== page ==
The economies of Grand Forks, N.D., and Little Rock, Ark. are being swept up in a green bonanza.
LM Wind Power, a global manufacturer of blades for wind turbines, says it doubled its U.S. workforce to 700 in August — up from 350 in April. And it says the boom will continue: It expects to employ some 1,200 people in the U.S. next year — most of them based at its factories in North Dakota and Arkansas.
“We are pleased to see that the market is improving again following a period of low activity due to uncertainty around the PTC,” said LM Wind Power’s Head of US Operations, Bill Burga Jr. “With the political framework in place, our customers are winning more business again and we are ready to serve their demand for highly efficient quality blades for the US market, adding hundreds of extra jobs. Now it is crucial that the politicians remain committed to securing a stable economic framework to enable continued industry growth and increased US employment.”
By some estimates, the wind energy sector now employs about 80,000 Americans. And the decision by LM Wind Power to boost its American operations (it has factories in 14 locations all over the world) follows an encouraging trend that we told you about in August — as wind energy expands in the U.S., more of the production associated with that expansion is occurring right here in America.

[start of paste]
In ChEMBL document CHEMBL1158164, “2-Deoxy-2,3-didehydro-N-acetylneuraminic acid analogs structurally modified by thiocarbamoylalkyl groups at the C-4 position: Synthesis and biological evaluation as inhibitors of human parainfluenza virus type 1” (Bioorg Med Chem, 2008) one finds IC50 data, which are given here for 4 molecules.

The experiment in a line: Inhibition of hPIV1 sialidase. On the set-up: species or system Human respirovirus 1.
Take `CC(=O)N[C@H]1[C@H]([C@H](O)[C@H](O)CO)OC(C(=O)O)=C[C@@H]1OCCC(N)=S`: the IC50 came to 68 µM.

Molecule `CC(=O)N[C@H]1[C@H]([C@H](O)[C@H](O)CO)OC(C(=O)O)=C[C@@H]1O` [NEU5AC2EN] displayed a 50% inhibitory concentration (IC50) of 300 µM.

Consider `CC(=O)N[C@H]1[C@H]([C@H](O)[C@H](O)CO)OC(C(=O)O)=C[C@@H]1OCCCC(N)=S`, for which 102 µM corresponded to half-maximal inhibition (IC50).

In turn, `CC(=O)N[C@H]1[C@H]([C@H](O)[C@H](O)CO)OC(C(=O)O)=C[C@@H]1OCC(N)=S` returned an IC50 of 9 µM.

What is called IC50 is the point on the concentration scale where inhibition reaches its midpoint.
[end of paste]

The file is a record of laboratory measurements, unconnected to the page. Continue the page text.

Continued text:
But the company’s announcement also coincides with renewed uncertainty over whether the tax credit will be renewed next year. House Republicans are calling for an end to wind power subsidies, arguing that it’s time for the industry to stand on its own feet. From a story last week in The Hill:
“We keep hearing that ‘we’re almost there’ or ‘just a little bit longer.’ But the facts state that wind power has been steadily increasing over the last 10 years, and there’s this point of saying, when does wind take off on its own?” said Rep. James Lankford (R-Okla.), chairman of the House Oversight and Government Reform subcommittee on Energy Policy.
An analysis from the Joint Committee on Taxation found that a one-year extension of the tax credit would cost about $6.1 billion over 10 years. A five-year extension would cost about $18.5 billion.
Democrats on the panel said that, that number paled in comparison to the billions in tax breaks and subsidies granted to the oil and gas industry each year.
“Big oil still gets subsidies even though just the biggest five oil companies … made a combined $118 billion in profits in 2012,” Rep. Jackie Speier (Calif.), the top Democrat on the subcommittee, said. “Oil and gas have received over $4.8 billion each year in government subsidies over 90 years.”
If the U.S. Treasury is going to subsidize any form of energy production, which would you rather it be — renewable and clean, or fossilized and world-endangering?
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